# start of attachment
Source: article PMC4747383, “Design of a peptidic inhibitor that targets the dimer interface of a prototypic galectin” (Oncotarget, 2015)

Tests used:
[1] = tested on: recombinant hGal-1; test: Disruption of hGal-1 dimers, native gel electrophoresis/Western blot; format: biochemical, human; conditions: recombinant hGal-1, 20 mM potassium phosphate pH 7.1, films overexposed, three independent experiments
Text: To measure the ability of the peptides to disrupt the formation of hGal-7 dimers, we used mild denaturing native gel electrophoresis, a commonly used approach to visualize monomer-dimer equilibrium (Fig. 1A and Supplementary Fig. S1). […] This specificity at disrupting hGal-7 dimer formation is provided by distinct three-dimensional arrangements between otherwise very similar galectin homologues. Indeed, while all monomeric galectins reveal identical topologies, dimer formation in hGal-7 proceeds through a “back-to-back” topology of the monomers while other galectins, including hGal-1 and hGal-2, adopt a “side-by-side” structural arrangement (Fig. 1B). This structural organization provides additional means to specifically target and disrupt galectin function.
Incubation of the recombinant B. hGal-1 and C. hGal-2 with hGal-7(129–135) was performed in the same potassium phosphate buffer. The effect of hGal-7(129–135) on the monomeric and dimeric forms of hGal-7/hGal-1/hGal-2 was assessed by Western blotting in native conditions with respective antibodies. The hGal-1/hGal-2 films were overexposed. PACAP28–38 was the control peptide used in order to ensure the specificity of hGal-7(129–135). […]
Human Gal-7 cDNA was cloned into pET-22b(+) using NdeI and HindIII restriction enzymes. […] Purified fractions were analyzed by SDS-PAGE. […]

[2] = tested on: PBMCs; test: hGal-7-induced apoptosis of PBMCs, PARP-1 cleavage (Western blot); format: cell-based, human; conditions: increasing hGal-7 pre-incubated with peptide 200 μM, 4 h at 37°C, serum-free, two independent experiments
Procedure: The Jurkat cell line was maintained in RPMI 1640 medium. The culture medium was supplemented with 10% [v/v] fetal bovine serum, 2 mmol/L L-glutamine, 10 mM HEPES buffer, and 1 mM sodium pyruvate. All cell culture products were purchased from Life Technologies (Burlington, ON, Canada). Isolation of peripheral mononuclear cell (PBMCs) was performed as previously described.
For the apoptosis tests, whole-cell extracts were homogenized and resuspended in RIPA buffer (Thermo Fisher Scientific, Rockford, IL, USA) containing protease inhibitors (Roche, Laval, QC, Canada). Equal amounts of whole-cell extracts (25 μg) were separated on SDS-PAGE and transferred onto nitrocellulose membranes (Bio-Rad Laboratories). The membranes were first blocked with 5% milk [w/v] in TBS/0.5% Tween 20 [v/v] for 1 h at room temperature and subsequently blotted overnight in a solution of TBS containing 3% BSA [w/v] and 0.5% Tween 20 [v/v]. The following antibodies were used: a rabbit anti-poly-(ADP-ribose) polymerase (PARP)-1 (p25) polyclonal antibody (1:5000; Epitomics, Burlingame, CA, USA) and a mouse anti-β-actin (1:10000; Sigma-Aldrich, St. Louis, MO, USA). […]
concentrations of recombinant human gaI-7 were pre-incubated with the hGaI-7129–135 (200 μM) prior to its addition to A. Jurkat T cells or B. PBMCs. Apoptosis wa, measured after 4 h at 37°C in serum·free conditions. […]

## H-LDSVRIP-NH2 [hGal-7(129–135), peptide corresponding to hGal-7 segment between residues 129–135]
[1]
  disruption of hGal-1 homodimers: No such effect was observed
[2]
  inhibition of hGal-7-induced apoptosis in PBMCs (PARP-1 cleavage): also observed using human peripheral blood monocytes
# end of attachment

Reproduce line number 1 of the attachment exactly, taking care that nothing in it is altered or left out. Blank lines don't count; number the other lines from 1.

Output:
Source: article PMC4747383, “Design of a peptidic inhibitor that targets the dimer interface of a prototypic galectin” (Oncotarget, 2015)